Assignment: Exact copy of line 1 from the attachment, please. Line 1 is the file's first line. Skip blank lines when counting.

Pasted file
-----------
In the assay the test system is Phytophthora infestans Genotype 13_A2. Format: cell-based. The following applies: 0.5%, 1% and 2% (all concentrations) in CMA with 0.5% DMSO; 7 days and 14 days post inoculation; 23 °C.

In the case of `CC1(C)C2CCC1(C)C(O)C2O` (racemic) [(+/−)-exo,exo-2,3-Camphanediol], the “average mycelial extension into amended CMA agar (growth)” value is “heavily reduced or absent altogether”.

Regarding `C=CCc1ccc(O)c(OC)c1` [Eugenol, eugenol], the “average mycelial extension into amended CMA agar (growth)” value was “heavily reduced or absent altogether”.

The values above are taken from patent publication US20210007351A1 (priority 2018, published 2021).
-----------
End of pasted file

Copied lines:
In the assay the test system is Phytophthora infestans Genotype 13_A2. Format: cell-based. The following applies: 0.5%, 1% and 2% (all concentrations) in CMA with 0.5% DMSO; 7 days and 14 days post inoculation; 23 °C.